[booksandbeyond] Re: Gentle Fiction: A Recommended Reading List fromWolfner Library

  • From: "Mary-Jo Lord" <mjfingerprints@xxxxxxxxxxx>
  • To: <booksandbeyond@xxxxxxxxxxxxx>
  • Date: Tue, 27 Nov 2007 17:55:56 -0500


Thanks!  I'm going to keep this.  A lot of these look interesting.

In our house, it's not the cat that has nine lives.  It's the dog. 
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Subject: Gentle Fiction: A Recommended Reading List from Wolfner Library
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Gentle Fiction

Reader Advisor Carol Mathews has put together a list of fiction books that
are gentle, nostalgic and simple in nature.

As the Earth Turns by Gladys Hasty Carroll.
An enduring novel, written with deep affection, describes one year in the
life of a taciturn Maine farmer and his family. Their story encompasses the
flow of the seasons, details of farm life, and the dramas of rural
experience. RC 18555.

Auntie Mame by Patrick Dennis.
The narrator describes a series of hilarious episodes in his boyhood,
beginning in the 1920s, when he went to live with his highly eccentric aunt.
He also satirizes would-be avant garde intellectuals, suburban racial
prejudice, and snobbism in general. Auntie Mame series, book 1. RC 25837.

Breakaway by Louise Field Cooper.
When a sixty-year-old widow receives a visit from a garrulous brother who
appears to have no intention of leaving, she sets out to see the world on
her own. In France she meets a retired civil engineer and suddenly is
happier than ever. Humorous and charming. RC 10791.

Cheaper by the Dozen by Frank B. Gilbreth and Ernestine Gilbreth Carey.
An account of happy family life in the 1920s. The author's father, an
efficiency expert who believed in living fully, entertained and practiced
some very unconventional ideas about raising his many children. This edition
contains an update on the twelve original Gilbreths and their many children.
Gilbreth Family series, book 1. RC 23282, BR 353. Also available as a
descriptive video, DV 516.

Cold Sassy Tree by Olive Ann Burns.
Just three weeks after Granny's death, Will Tweedy's Grandpa marries the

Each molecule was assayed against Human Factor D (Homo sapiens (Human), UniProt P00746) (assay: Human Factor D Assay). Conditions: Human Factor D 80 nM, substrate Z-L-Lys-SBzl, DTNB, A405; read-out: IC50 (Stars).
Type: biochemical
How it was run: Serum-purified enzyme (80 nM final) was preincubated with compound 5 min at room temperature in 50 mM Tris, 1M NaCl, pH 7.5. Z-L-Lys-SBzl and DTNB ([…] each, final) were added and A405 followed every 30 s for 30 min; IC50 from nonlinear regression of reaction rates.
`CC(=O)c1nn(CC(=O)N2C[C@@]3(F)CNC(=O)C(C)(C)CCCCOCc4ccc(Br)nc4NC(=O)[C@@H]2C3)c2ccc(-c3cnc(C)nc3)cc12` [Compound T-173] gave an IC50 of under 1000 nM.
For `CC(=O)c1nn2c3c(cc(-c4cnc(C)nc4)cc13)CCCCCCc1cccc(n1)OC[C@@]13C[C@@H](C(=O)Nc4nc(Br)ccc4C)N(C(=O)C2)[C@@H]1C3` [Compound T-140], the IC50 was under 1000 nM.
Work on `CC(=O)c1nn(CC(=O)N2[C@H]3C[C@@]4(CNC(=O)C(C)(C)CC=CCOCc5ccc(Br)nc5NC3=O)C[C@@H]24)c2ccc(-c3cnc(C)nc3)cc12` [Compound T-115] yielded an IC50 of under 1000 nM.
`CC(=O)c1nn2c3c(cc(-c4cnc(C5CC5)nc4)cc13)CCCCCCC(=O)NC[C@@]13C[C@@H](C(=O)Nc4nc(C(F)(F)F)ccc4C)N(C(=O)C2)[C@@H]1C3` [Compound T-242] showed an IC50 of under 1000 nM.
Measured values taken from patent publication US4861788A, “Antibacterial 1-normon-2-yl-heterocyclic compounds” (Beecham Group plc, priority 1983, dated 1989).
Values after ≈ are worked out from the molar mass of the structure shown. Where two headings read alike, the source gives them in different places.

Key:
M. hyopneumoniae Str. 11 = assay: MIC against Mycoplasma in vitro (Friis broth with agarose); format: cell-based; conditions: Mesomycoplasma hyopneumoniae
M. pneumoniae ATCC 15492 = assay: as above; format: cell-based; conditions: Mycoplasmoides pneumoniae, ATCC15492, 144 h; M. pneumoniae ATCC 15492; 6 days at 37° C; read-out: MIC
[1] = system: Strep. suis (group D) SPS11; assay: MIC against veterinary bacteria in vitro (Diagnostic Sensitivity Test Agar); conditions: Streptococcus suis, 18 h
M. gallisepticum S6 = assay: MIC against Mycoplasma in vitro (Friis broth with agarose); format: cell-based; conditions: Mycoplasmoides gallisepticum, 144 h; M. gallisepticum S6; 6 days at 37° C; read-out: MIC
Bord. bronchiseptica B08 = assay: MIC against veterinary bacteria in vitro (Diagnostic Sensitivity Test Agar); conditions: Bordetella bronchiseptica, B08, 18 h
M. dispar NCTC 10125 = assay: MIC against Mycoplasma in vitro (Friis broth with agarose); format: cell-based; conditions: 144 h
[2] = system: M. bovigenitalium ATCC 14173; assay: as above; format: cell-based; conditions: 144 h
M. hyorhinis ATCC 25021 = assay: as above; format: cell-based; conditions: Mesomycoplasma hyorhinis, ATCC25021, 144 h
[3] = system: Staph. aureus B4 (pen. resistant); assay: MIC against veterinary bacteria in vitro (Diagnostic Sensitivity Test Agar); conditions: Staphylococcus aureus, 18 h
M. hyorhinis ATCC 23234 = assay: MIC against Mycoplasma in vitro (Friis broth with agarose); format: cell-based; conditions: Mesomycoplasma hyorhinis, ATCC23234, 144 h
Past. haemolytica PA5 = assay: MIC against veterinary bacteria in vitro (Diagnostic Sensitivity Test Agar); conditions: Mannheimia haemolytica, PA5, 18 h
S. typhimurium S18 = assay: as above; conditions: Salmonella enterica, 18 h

pretty, thirtyish town milliner, Miss Love Simpson. It's 1906 and the town
of Cold Sassy, Georgia, is shocked. Fourteen-year-old Will takes it all
in--his Grandpa's rejuvenation and Cold Sassy's reaction--while he
experiences some major life changes of his own.
Will Tweedy series, book 1. For high school and older readers. RC 39112.

The End of the Road by Tom Bodett.
Bodett writes of his imaginary Alaskan hometown, in a style like that of
Garrison Keillor in "Lake Wobegon Days (RC 22969)." You'll meet such
characters as Mayor, Richard Weekly; Tamara Dupree, a vegetarian activist
and animal lover; Ed Flannigan, who drives a dump truck; Argus Winslow and
Bud Koenig, who are constantly at odds with each other; and Doug McDoogan,
who wins the salmon throw. RC 31841.

Good Morning, Miss Dove by Frances Gray Patton.
This novel celebrates the old-fashioned American schoolteacher, a strict
disciplinarian, dedicated to her work, and well acquainted with her
generations of pupils. Miss Dove remembers her thirty-five years of teaching
as she rests after an illness. RC 28208.

The Homecoming: A Novel about Spencer's Mountain by Earl Hamner.
On a snowy Christmas Eve in rural Virginia, a family of nine anxiously
awaits the return of the father from an out-of-town job.
Warm story of close family relationships and everyday happenings amid the
hardships of the Depression. RC 7544, BR 1474.

Julie by Catherine Marshall.
A novel which draws inspiration from the life of the late author.
Julie Wallace relates her family's ordeal in a flood-prone town in western
Pennsylvania during the 1930s. Her father buys the weekly newspaper in a
company town run by the ruthless owners of the local steel mill. As a
reporter for the paper, Julie crusades against the steel barons and exposes
a life-threatening dam they refuse to fortify. She also discovers the
miseries and delights of first love.
RC 21210, BR 6005.

Lake Wobegon Days by Garrison Keillor.
Autobiographical sketches with stories about the inhabitants of Lake
Wobegon, an imaginary Minnesota town that cannot be found on the map.
Lake Wobegon's history and mores are presented. Tales of the town are
outrageous, earthy, warm, sly, and sometimes both funny and sad.  RC 22969,
BR 7581.

Let the Hurricane Roar by Rose Wilder Lane.
A short novel of frontier life in the Dakotas and the young couple who face
crop failure, winter storms, separation, and loneliness with a staunch
courage and steadfastness. RC 27780, BR 122.

Mama's Bank Account by Kathryn Forbes.
Sketches of life in a Norwegian-American family. The various members have
their small adventures, but Mama always emerges as the heroine.